Journalism & Communication
Pages 10 (2510 words)
Communication in International Management Name: Institution: Communication in International Management Question 3 As European banks and organisations expand their national boundaries and go international, a majority of them are making English their official business language.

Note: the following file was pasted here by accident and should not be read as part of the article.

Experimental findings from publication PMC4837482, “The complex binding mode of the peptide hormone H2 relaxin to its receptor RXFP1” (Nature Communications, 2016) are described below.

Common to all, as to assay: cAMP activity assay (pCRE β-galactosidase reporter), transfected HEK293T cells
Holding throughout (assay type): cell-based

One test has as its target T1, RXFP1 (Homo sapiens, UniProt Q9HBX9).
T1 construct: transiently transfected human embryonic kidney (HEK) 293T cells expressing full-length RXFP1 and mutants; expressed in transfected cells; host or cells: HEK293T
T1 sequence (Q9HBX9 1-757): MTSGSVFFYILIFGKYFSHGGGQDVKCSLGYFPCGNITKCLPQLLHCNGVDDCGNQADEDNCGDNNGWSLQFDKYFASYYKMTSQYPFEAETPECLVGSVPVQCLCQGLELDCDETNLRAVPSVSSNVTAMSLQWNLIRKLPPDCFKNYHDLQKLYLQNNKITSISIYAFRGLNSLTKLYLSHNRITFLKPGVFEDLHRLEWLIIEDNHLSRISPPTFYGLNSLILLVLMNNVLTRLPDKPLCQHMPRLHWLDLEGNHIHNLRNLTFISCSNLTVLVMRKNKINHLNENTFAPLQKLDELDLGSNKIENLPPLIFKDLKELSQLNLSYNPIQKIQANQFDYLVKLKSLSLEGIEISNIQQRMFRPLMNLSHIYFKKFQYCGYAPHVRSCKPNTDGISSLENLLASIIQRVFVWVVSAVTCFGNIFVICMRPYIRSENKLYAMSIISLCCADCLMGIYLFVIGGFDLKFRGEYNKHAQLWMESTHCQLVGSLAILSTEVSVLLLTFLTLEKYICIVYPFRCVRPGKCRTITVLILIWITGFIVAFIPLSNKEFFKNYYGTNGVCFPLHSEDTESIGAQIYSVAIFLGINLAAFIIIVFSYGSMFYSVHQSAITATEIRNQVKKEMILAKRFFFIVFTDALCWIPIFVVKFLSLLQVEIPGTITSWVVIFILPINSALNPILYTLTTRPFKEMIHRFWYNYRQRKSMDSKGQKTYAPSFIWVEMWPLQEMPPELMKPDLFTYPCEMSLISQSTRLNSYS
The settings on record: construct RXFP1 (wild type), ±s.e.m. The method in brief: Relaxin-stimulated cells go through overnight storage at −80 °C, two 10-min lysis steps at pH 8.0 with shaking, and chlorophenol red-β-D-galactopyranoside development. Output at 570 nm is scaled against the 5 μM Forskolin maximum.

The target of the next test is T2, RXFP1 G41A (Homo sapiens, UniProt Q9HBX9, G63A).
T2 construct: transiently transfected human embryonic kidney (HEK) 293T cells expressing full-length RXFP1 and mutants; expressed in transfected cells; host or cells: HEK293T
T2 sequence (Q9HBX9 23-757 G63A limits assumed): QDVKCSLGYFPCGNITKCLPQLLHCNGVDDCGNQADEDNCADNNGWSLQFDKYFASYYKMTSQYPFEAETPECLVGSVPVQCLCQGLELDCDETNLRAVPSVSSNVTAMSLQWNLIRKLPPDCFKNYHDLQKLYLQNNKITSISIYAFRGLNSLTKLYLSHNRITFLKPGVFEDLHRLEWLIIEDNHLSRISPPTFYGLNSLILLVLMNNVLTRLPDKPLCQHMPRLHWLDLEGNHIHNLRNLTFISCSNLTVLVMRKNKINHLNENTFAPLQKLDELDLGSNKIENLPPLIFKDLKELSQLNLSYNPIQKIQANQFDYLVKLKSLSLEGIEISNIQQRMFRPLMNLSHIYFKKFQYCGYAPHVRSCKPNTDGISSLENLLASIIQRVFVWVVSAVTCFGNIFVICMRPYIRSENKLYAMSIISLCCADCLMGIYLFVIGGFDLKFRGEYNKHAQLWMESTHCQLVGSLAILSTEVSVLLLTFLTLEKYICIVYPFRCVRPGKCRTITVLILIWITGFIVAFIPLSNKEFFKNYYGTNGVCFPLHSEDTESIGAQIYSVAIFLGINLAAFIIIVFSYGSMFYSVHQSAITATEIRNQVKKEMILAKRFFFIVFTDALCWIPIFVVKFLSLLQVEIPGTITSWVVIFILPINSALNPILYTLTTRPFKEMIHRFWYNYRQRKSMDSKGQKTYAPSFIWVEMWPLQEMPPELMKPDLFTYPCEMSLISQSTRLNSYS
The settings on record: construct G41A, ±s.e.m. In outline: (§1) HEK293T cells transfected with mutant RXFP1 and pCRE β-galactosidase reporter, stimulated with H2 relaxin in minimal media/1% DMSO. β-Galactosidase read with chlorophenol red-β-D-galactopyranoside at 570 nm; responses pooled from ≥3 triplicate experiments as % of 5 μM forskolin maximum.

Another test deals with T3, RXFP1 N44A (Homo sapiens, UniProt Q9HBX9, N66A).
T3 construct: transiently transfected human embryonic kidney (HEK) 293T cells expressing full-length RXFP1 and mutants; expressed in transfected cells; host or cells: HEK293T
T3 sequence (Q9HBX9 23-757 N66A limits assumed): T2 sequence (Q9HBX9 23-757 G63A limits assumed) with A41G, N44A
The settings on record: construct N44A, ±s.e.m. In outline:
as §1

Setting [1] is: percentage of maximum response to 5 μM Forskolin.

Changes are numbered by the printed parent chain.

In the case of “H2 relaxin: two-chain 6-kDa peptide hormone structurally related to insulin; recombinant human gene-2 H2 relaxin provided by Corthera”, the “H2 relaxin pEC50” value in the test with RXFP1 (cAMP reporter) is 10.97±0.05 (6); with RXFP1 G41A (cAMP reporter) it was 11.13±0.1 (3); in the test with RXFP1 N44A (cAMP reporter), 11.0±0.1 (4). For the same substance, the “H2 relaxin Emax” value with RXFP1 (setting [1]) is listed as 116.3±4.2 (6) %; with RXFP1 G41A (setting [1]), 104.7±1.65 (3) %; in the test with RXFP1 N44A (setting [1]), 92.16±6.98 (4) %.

In Germany, the government-owned postal service, Deutsche Post World Net, gradually utilises English as its official language. Much smaller firms are doing the same. The elevator maker, in Finland, known as Kone, assumed English in the 70s; Merloni Elettrodomestici, a midsized home appliance producer, in Italy, did so in the mid-90s (Blommaert, 2010). Management meetings at big banks like Credit Suisse in Switzerland, as well as Deutsche Bank, in Germany, are normally in English. Whereas there are many reasons why English has spread so fast globally and within Europe, a majority of these reasons are found on what critics term as econcultural grounds, that is, they are the consequence of the development of a world market, as well as global development in the fields of culture, science and technology and the media (Blommaert, 2010). A number of languages have been utilised all across the world as contact lingos for global trade and communication. In Europe itself, there have been a number of lingua francas as from the Roman times such as Greek, French, Latin, English and German. English, German and French are still widely used in parts of Europe and constitute what scholars refer to as the big languages of Europe (Tietze, 2008). For sure, in its strictest sense, the phrase ‘lingua franca’ appears to be compared to a pidgin in that it is a language with no native speakers. ...